Jay Dedrick, co-owner of the Swing Thai
mini-chain, says that two decades can be pretty hard on a restaurant. That's why he and his partner, Siriporn “Duke” Tayaputch, decided to rebuild their original fast-casual Thai eatery at 301 South Pennsylvania Street — and while they were doing that, they changed up the concept, too.
"The building has taken a beating over the last 22 years, and I needed to remodel," Dedrick explains of the wedge-shaped brick edifice that was previously a vacuum cleaner and VCR repair shop. "And I've been looking to simplify. In Thailand, if you want pad Thai, you go to a place that makes nothing but pad Thai."
That kind of specialization probably wouldn't fly in Denver, but Tayaputch and Dedrick's new concept, Hey Bangkok
, narrows down its menu to a dozen options, including appetizers, soups, salads and entrees. The entire roster hangs above the kitchen on a backlit menu board complete with photos of each dish; it's both utilitarian and evocative of Bangkok's bustling markets.
Kaw mun kai is an exercise in simplicity, with moist chicken, jasmine rice, a chile-ginger dipping sauce and a side of soup.
"I wanted twelve items to showcase a few new things; over the years I've traveled to Thailand and learned more about a few dishes," the owner says. "Our motto is "Simplicity is happiness.'" So Swing Thai favorites including pad Thai, drunken noodles and tom kha are back, along with newcomers such as boneless Thai-style fried chicken, kaw mun kai (also known as Hainanese chicken) and pad gra pow, a spicy basil stir-fry served on rice.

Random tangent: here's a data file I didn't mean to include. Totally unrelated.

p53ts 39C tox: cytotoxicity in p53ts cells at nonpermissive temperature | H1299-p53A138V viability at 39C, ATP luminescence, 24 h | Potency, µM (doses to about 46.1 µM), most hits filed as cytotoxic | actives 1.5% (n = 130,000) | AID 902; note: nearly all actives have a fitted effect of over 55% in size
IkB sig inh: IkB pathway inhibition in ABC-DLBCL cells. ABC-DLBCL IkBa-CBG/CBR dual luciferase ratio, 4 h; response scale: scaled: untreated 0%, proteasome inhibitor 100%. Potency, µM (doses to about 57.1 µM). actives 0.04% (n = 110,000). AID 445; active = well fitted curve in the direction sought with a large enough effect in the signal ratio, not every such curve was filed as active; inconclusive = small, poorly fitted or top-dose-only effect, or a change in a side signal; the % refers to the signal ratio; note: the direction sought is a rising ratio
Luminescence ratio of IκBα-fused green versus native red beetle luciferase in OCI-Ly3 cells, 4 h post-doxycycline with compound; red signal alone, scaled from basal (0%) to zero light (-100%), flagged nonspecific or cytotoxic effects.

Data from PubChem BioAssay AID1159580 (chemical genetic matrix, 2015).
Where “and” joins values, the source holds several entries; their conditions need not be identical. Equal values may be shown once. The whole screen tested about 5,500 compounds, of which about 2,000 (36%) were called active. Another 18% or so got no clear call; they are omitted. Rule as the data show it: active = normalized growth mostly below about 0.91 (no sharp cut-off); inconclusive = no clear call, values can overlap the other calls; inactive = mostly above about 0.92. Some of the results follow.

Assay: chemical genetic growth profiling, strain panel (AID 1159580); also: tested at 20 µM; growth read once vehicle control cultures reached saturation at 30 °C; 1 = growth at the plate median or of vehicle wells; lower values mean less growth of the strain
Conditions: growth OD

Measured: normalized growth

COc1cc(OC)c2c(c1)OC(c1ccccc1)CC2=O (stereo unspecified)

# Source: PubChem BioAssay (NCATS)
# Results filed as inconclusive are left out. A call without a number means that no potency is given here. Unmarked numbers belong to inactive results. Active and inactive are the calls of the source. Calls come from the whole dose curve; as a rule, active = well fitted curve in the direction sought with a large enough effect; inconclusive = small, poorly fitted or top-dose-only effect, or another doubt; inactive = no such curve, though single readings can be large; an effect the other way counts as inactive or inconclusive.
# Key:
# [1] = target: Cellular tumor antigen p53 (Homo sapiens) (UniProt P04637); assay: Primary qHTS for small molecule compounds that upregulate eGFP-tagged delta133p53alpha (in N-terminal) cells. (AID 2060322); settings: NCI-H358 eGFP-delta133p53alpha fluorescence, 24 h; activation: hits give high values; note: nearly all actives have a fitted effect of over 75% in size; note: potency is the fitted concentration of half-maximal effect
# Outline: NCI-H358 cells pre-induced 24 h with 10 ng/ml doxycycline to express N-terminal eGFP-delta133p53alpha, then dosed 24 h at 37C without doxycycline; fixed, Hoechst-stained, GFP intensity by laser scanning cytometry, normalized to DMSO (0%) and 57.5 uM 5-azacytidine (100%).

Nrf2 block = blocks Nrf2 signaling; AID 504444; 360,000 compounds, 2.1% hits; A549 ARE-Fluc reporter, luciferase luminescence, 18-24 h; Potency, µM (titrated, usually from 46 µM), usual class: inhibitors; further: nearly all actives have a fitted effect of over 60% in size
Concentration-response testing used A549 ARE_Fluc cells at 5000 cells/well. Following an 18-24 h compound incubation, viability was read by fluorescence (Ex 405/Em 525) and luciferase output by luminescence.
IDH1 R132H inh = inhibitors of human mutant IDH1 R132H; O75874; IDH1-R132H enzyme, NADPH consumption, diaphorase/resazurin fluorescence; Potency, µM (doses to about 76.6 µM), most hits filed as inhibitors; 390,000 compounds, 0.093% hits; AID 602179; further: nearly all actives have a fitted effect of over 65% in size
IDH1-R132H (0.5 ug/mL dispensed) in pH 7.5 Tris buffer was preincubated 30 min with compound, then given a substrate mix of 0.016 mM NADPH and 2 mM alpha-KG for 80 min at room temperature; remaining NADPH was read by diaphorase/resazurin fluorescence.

Dedrick explains that one of the new dishes, kaw mun kai, is sought after by fans throughout Southeast Asia who are looking for perfectly tender and juicy chicken, flavorful jasmine rice cooked in chicken stock instead of water, and a peppy dipping sauce made with ginger, Thai chiles, soy sauce, vinegar and other seasonings. The three ingredients come together to form a bite that's more than the sum of its parts, and a side of simple soup offers a palate refresher between bites. In Thailand, the chicken is generally boiled and very lightly seasoned, but Hey Bangkok uses a high-tech CVAP oven to dial in the right temperature and moisture level.
"This was all planned before the pandemic," Dedrick notes, though the redesign certainly takes social distancing into account. There's no counter service at Hey Bangkok, and tables are widely spaced for now. A photo mural on the dining room wall depicts umbrella-covered tables in front of a weathered Bangkok restaurant, adding the illusion of depth to the space.
There are only twelve items on Hey Bangkok's menu.
The owner gave the restaurant a name change along with the new look and menu so that it wouldn't be confusing to Swing Thai regulars wondering where the other dishes had gone. You can still find those at the two remaining locations, at 4370 Tennyson Street and 845 Colorado Boulevard. Dedrick notes that those two locations have done fairly good business during the pandemic because the food lends itself well to takeout and delivery (Swing Thai maintains its own delivery staff rather than outsourcing to third-party services).
Hey Bangkok is now open from 11 a.m. to 9 p.m. daily. Call 303-777-0559 or visit the restaurant's website for details and ordering.